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» Arizona Statutes, Marketing » Concealed Weapons In Arizona – Apparently Way Too Confusing For Lawyers

Concealed Weapons In Arizona – Apparently Way Too Confusing For Lawyers

An out of state lawyer called me earlier today with questions about Arizona’s concealed carry law. As we spoke, I Googled “misconduct involving weapons az” to pull up the statute. The law was the first result, as it should be. I also noticed law firm websites, some belonging to lawyers I know, made up the majority of the remaining results on the first page. After the call, I clicked through to the lawyers’ websites out of curiosity.

The first said “The following are punishable by up to 6 months in jail…carrying a concealed weapon without a permit.” It also included this: “Call us right away, anytime for an evaluation of your case and some expert advice.” The second said “Class 1 Misdemeanor Misconduct Involving Weapons includes violations such as carrying a concealed weapon without possessing a permit” and a big paragraph including the claim that “Only an experienced Phoenix misconduct involving weapons attorney has the knowledge and expertise you need to make sure that your case goes smoothly and you receive the best possible outcome.” The third said, “If the Misconduct involves…carrying a concealed deadly weapon without a permit, it is charged as a class six (6) felony.” The whole site was filled with propaganda about the ex-prosecutors at the firm and all their victories. The next one started off by saying “it is necessary that you get in touch with an experienced criminal lawyer in Arizona for your case evaluation as soon as possible,” later explaining “misconduct with weapon laws fall under A.R.S. 13-3102 of Arizona Law which defines it as: Carrying any deadly weapon, except a pocket knife, concealed on his person or within his immediate control, such as on a means of transportation.” The last one said “If you do not have a permit for the weapon that you have on your person or in your personal vehicle, you could be charged with misconduct involving weapons” and told me “Only an experienced criminal defense lawyer can give you the defense you need when you have been charged with a crime.”

I stopped there, fairly disturbed by what I had just read. Every single lawyer website I visited had misstated the law.

The misconduct involving weapons law is A.R.S. 13-3102. It used to say the following:

A. A person commits misconduct involving weapons by knowingly:
1. Carrying a deadly weapon without a permit pursuant to section 13-3112 except a pocket knife concealed on his person:
2. Carrying a deadly weapon without a permit pursuant to section 13-3112 concealed within immediate control of any person in or on a means of transportation.

In 2010, however, SB 1108 made these changes:

A. A person commits misconduct involving weapons by knowingly:
1. Carrying a deadly weapon without a permit pursuant to section 13-3112 except a pocket knife concealed on his person OR WITHIN HIS IMMEDIATE CONTROL IN OR ON A MEANS OF TRANSPORTATION:
(A) IN THE FURTHERANCE OF A SERIOUS OFFENSE AS DEFINED IN SECTION 13-706, A VIOLENT CRIME AS DEFINED IN SECTION 13-901.03 OR ANY OTHER FELONY OFFENSE; OR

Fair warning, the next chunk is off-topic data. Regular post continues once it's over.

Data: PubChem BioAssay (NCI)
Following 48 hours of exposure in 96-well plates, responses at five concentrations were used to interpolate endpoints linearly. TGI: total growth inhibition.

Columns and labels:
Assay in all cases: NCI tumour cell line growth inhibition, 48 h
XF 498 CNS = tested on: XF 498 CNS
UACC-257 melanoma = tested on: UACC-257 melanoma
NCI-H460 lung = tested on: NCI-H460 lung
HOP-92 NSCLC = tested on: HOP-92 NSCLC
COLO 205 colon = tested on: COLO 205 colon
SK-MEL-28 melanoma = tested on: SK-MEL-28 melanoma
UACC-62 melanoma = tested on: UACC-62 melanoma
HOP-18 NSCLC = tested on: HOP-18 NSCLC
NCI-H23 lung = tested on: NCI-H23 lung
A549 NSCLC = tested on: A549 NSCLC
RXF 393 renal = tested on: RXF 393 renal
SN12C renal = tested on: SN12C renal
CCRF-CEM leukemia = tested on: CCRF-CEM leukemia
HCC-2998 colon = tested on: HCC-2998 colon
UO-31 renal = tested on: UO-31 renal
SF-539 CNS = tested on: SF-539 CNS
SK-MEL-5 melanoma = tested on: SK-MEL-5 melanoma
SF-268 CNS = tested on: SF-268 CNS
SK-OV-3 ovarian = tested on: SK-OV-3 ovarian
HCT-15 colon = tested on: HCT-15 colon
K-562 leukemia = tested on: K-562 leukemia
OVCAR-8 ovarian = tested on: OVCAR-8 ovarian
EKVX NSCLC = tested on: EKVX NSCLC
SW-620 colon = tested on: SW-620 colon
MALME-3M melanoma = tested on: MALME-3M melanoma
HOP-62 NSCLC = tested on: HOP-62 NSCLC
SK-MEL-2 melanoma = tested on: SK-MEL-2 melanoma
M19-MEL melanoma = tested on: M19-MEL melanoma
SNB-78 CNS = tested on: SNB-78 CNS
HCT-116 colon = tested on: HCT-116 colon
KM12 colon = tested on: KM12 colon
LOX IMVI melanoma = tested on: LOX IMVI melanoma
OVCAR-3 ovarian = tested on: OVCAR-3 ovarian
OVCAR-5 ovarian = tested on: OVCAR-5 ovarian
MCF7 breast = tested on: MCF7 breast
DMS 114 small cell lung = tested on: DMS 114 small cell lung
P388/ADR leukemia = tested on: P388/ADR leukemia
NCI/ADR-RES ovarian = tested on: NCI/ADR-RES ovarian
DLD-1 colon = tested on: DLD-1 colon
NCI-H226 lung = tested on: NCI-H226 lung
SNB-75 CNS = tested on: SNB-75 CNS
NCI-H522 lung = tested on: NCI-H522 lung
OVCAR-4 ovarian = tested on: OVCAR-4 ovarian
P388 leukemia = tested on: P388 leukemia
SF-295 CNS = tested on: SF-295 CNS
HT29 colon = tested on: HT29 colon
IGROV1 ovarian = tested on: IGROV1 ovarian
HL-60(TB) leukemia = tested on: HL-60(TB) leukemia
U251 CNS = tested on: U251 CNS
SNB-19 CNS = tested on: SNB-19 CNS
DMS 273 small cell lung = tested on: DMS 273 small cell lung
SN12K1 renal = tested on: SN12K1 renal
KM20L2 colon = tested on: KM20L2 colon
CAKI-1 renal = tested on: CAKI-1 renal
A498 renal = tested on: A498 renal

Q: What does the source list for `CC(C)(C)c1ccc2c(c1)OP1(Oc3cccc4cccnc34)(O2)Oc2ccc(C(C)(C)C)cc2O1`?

(B) WHEN CONTACTED BY A LAW ENFORCEMENT OFFICER AND FAILING TO ACCURATELY ANSWER THE OFFICER IF THE OFFICER ASKS WHETHER THE PERSON IS CARRYING A CONCEALED DEADLY WEAPON ; or
2. Carrying a deadly weapon without a permit pursuant to section 13-3112 EXCEPT A POCKET KNIFE concealed ON HIS PERSON OR CONCEALED within HIS immediate control of any person in or on a means of transportation IF THE PERSON IS UNDER TWENTY-ONE YEARS OF AGE

As you can see, the language requiring a permit was deleted, and the additions in all-caps made new crimes requiring more than just having a gun on you or in your car. Is it concealed or within your immediate control in your car? Not enough anymore. You need to have it in furtherance of certain offenses, fail to accurately answer an officer when asked, or be under 21 years of age to violate the statute. All those websites bragging about their owners’ qualifications and urging the reader to hire them did not even get the law right. Not even close.

I’d be more upset if the websites said certain things aren’t prohibited when they actually are, as I imagine many people believe what lawyers’ websites say and may actually follow their advice, but I still see the pervasive misinformation on this as a big problem. At best, it makes lawyers look like idiots. At worst, it seriously misleads the public.

Sadly, it’s just how things work now. People find everything online now, including lawyers. Garbage on the internet with the right keywords brings in business. If you or someone on your behalf isn’t spewing client-attracting terms everywhere, cluttering search results with marketing nonsense and drowning out the seemingly ever-shrinking number of lawyers actually trying to say something thoughtful online, you’re losing money. I don’t know if it makes it more depressing or not knowing that lawyers probably didn’t even write half the crap I read. It’s probably some web guy copying something some other web guy put up. At some point back in the day, maybe a lawyer wrote what they posted about the law, but now the law has changed. I have no doubt that many of the lawyers publishing incorrect information on their sites probably don’t care. In the end, as long as it works for SEO, it works for them, right? The future of law is here, and it’s not pretty.

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